The story goes that after one of Ludwig van Beethoven's
performances, several people were offering him their congratulations, when
one woman commented, "I wish God had bestowed me with such genius." "It
isn't genius, madam, nor is it magic." Beethoven replied. "All you have to
do is practice on your piano eight hours a day for 40 years."
That's not the message most people want to hear. Most people would prefer
to buy the magazine which headlines, "Miracle Weight Loss Discovery," in
the hopes of finding a quick solution before their class reunion, rather
than start a daily diet and exercise program. They'd sooner check out a
seminar promising, "become a millionaire within months" rather than start a
debt reduction, monthly savings plan. And they'd rather put their future
hopes in a weekly lottery ticket than in themselves.
It's an instant messaging, plug-and-play world. Too often we bring that
instant gratification thinking into our workplace. We have little patience
for the business idea that doesn't show an immediate return. We aren't
interested in learning how to do something; we just want to do it. We don't
want to hit the singles, just the home runs. We want mastery, money and
success. And we want it now.
But I learned in twenty years in management that there's no Apprentice show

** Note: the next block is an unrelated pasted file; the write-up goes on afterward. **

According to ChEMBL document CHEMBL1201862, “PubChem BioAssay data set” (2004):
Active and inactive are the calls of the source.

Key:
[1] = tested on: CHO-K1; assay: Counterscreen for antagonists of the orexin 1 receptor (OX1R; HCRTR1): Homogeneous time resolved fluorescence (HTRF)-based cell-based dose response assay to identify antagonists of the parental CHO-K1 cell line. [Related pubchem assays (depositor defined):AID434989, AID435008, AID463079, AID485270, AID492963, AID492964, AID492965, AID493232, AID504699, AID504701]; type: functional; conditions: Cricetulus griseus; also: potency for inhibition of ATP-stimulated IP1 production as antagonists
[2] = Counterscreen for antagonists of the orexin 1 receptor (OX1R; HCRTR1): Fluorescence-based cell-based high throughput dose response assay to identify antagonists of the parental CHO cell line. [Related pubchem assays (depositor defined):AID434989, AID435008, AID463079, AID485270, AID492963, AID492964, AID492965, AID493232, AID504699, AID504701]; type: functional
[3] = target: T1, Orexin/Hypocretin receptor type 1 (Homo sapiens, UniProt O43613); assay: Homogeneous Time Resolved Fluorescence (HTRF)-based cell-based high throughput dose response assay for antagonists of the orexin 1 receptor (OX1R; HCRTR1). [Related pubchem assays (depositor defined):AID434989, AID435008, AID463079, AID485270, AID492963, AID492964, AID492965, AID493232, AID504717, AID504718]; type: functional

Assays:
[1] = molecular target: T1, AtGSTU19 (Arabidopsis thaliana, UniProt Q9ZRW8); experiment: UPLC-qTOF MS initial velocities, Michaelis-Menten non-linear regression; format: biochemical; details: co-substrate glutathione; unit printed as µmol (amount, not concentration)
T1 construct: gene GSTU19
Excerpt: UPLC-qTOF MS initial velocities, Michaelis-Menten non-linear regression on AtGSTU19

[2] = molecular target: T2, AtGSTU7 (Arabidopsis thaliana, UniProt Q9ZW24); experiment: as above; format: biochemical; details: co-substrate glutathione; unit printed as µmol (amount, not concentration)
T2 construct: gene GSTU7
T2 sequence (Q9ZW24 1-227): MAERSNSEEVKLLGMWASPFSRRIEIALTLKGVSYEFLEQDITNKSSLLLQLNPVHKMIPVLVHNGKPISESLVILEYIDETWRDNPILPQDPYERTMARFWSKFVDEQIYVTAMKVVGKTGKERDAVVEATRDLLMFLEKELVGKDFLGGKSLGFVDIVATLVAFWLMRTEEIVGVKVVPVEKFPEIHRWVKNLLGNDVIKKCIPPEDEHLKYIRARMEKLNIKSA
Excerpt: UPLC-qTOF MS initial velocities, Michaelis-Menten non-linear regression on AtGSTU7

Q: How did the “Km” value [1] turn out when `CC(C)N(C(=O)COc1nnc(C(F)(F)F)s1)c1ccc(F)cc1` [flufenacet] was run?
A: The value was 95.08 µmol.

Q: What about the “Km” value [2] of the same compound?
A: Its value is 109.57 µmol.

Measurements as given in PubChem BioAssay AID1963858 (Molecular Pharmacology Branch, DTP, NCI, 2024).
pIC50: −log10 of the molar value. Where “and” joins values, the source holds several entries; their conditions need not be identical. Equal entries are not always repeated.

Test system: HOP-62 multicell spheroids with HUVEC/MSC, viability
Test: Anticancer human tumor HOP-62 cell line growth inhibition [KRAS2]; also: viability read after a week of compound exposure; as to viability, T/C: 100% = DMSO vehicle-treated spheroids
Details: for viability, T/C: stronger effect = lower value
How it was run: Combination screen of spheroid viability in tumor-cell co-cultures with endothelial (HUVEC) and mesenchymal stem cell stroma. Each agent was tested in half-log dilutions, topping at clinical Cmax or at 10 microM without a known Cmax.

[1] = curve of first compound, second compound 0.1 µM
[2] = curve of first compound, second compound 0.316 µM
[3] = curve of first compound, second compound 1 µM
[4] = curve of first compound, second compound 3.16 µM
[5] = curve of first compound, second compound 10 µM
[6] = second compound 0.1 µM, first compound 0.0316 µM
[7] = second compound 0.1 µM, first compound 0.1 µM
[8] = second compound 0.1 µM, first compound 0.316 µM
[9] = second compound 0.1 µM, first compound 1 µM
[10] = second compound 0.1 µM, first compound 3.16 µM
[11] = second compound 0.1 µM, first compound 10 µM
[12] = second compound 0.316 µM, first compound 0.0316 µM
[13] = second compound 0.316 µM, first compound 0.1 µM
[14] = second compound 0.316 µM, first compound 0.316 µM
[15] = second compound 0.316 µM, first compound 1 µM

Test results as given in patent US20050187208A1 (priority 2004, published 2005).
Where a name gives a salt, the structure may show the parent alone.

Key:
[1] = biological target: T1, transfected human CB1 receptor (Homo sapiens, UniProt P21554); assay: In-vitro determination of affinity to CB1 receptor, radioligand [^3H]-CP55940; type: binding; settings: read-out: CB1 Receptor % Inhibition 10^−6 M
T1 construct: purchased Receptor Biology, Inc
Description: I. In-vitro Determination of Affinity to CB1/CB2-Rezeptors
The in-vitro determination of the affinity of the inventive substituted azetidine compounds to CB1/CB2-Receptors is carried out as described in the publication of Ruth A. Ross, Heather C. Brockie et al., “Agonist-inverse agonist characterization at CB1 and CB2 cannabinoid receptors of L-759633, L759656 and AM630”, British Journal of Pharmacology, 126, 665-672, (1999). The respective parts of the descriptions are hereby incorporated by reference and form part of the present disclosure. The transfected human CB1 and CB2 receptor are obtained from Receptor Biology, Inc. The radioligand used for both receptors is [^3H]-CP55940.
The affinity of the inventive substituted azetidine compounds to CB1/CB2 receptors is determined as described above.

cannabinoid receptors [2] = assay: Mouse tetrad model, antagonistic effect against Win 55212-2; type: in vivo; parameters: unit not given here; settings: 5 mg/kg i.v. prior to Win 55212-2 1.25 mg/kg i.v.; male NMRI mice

in the workplace, where a few months of successful exercises and projects
makes you a contender for a six figure job. The only ticket you can buy to
the career lottery is a time-stamped one that takes years of hard work,
perseverance and drive to collect.
People who are winning at working know that. They know they're not going to
instantly appear at the top of an organization or be text-messaged a
significant salary. They know what happens to them, is up to them. Just
like a house is built stone-by-stone, they know they build their own work
success step-by-step. They know it takes time, and they use that time wisely.
People who are winning at working practice and develop their skills while
others remain tourists in the workplace. They do, while others think about
doing. They achieve goals while others contemplate them. They execute ideas
while others are still discussing them. They step out of their comfort
zones to try things and learn from them while others stay trapped in
repetitive sameness. They bet on themselves by nourishing their talents
through hard work and efforts, knowing like Beethoven, that's the only
magic to be found.
© 2005 Nan S. Russell. All rights reserved.
Sign up to receive Nan's free biweekly eColumn at www.winningatworking.com. Nan Russell has spent over twenty years in management, most recently with QVC as a Vice President. She has held leadership positions in Human Resource Development, Communication, Marketing and line Management. Nan has a B.A. from Stanford University and M.A. from the University of Michigan. Currently working on her first book, Winning at Working: 10 Lessons Shared, Nan is a writer, columnist, small business owner, and on-line instructor.Visit www.nanrussell.com or contact Nan at firstname.lastname@example.org.